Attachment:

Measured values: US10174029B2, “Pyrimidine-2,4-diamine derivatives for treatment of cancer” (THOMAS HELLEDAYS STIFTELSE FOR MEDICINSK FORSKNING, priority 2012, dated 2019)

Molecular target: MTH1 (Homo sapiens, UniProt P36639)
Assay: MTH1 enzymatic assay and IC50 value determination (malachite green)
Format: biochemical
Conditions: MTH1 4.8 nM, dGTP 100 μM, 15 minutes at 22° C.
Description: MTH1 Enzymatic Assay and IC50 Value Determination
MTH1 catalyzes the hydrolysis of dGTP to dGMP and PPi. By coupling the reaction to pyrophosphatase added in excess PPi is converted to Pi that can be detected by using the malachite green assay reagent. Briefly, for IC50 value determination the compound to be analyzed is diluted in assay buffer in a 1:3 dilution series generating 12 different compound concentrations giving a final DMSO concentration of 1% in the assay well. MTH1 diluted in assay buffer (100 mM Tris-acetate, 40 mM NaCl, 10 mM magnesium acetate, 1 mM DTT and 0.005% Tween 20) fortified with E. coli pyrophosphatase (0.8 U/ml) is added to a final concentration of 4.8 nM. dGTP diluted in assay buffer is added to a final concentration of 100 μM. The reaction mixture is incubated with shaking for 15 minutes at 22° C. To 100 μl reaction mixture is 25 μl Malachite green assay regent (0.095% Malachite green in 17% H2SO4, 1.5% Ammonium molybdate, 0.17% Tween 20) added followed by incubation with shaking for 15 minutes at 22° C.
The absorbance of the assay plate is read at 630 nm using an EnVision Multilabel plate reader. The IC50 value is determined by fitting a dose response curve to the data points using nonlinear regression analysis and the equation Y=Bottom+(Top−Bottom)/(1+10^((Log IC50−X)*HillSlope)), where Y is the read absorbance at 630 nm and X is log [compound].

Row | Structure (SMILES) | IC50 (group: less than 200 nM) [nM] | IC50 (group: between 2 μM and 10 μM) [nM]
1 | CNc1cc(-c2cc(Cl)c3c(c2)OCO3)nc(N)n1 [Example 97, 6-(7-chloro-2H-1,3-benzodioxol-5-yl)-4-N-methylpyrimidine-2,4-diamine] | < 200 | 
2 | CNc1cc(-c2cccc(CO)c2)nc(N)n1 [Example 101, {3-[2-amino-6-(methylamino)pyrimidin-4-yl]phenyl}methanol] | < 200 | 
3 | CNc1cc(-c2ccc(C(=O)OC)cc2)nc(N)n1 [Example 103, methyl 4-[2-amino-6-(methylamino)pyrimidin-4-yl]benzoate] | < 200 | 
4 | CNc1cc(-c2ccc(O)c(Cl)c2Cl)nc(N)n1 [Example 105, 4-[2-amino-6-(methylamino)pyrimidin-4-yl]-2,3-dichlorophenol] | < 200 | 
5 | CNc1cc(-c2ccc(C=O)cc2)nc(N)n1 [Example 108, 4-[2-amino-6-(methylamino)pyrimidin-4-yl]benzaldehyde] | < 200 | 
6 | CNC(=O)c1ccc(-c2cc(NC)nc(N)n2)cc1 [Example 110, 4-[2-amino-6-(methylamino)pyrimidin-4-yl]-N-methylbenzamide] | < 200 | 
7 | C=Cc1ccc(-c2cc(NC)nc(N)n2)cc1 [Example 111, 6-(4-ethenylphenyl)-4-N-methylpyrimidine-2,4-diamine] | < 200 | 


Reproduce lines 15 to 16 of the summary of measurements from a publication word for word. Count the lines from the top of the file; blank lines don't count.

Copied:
6 | CNC(=O)c1ccc(-c2cc(NC)nc(N)n2)cc1 [Example 110, 4-[2-amino-6-(methylamino)pyrimidin-4-yl]-N-methylbenzamide] | < 200 | 
7 | C=Cc1ccc(-c2cc(NC)nc(N)n2)cc1 [Example 111, 6-(4-ethenylphenyl)-4-N-methylpyrimidine-2,4-diamine] | < 200 | 